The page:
At first, the guards at the pier were brought in for questioning, as it was believed that the smudge pots they'd lit to keep mosquitoes at bay had caused the fire. Soon, it became clear that the explosion was sabotage, and suspicion fell quickly on German agents living in the United States. Though the exact identities of the bombers were never known, the Mixed Claims Commission (set up after World War I to adjudicate claims against Germany) eventually decided to fine Germany $50 million for the explosion. The money was finally paid in 1979.

Meanwhile, the management of the Statue of Liberty decided that Lady Liberty's arm had been too weakened by the explosion to allow tourist traffic to continue to climb to the torch; the torch was never reopened.

The torch cams will go online on Friday, October 28, and can be accessed at

* A handful of maintenance workers have been allowed access to the torch since 1916, but no regular visitors. Still, that doesn't stop a lot of people from reminiscing about having "gone up to the torch" in the 1940s and 50s. Unless those people were VIPs or statue staff, it is very unlikely.


Read more about the Statue of Liberty in
Inside the Apple: A Streetwise History of New York

To subscribe to this blog, visit this link.  Or follow us on Twitter.

Thursday, October 20, 2011

Thirteenth Avenue

In November 1883, a New York Times reporter took his readers on a walk along “the most peculiar of the many unique thoroughfares which lie within the limits of this City”: Thirteenth Avenue. Today, the street is even more peculiar—only one block of it remains, stranded and inaccessible on a pier in the Hudson River.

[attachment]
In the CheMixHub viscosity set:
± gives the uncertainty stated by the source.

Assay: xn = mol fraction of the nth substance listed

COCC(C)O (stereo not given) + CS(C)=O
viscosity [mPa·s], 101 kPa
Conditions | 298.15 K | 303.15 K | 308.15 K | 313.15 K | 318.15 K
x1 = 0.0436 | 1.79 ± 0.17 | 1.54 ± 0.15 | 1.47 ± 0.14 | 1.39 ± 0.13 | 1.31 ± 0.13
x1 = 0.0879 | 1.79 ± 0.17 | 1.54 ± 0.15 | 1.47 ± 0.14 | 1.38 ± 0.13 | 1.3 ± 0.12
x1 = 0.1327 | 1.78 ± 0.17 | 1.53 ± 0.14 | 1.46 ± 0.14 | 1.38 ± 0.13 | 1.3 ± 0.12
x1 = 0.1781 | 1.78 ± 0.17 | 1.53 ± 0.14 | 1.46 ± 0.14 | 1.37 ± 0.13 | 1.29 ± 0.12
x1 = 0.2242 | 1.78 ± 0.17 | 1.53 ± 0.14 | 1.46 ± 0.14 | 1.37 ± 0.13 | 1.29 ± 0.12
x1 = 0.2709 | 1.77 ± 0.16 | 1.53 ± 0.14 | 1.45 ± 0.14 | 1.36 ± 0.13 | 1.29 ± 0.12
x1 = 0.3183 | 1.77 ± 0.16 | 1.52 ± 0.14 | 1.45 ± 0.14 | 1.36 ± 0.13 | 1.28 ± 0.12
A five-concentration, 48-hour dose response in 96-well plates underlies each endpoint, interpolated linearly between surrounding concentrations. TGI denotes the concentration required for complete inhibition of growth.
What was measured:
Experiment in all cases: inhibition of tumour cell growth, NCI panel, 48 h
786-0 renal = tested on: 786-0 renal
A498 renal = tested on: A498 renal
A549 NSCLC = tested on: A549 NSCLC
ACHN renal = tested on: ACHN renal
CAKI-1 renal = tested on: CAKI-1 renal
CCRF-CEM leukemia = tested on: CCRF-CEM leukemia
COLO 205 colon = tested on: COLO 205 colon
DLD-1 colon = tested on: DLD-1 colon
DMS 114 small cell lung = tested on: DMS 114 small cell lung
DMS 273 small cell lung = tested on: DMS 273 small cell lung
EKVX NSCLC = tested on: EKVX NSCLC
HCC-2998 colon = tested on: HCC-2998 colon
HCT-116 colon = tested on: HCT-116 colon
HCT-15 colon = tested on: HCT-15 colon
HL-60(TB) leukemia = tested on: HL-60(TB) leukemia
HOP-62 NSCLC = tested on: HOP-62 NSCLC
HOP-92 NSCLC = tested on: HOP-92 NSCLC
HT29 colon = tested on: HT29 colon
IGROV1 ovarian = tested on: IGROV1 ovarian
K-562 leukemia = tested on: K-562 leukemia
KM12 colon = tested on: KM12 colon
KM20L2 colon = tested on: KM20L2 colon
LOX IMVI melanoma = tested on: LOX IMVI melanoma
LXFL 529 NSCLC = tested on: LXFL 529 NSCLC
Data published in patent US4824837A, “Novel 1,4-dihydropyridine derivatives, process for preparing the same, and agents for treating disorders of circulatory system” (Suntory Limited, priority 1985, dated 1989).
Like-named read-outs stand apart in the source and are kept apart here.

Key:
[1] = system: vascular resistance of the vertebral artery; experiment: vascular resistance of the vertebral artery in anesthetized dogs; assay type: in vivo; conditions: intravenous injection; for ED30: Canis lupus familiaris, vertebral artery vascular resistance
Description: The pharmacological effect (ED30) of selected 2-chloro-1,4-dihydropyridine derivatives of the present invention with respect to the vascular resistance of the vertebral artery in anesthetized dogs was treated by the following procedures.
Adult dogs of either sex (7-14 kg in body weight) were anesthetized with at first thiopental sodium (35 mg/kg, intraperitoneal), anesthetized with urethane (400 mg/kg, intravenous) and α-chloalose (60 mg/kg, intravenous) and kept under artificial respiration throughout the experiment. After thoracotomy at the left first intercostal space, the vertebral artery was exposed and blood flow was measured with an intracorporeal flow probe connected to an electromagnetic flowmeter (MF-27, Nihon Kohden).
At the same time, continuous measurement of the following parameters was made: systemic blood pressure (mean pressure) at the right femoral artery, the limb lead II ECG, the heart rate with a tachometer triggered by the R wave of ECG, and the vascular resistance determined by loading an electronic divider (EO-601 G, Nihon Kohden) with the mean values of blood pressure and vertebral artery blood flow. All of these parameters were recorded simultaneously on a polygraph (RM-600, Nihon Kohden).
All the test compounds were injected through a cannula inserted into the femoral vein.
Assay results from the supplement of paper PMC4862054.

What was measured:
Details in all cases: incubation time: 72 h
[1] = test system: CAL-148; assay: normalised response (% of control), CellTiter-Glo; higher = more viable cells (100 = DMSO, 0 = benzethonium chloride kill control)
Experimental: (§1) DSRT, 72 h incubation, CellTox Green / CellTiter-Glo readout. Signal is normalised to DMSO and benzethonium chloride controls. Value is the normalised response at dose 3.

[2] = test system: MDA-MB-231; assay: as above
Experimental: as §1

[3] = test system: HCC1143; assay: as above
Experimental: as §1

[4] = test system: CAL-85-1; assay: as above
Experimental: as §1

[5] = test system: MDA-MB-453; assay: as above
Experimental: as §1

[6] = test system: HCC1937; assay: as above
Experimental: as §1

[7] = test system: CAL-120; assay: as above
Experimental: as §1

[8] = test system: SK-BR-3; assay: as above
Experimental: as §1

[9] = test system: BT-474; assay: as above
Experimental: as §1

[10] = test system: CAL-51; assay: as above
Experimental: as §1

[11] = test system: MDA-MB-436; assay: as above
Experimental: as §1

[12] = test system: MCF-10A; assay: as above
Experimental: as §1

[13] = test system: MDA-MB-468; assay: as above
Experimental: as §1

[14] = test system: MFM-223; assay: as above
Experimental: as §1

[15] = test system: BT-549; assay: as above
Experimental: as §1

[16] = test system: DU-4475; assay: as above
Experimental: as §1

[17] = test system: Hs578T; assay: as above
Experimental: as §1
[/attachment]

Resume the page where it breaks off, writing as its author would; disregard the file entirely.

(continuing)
Thirteenth Avenue was created on April 12, 1837, when the New York State Legislature passed an act to “establish a permanent exterior street in the city of New-York along the easterly shore of the North, or Hudson’s River.” The act drew an imaginary line from West 11th Street to 135th Street in Harlem, and it permitted the city the rights to oversee the development of all the land that would be created by land-filling out from the city’s natural coast line.

While real estate speculators immediately began buying and selling lots in Hudson that could someday be filled to become properties that fronted Thirteenth Avenue, the new street was slow to develop. By the time the Times reporter was walking the street in 1883, only a few lots north of Thirty-Fourth Street had been acquired and the street dead-ended in a high wooden fence somewhere between Twenty-Sixth and Twenty-Seventh streets.

Despite the city having passed a measure to pave the street in Belgian block in 1874, its lower regions were still a “dreary waste” according to the Times. The street appears to have been the home mostly to lumber yards, saloons, and city dumps, where Italian women would “swoop down like a flock of vultures” when the ash cart arrived, hoping to find hot coals.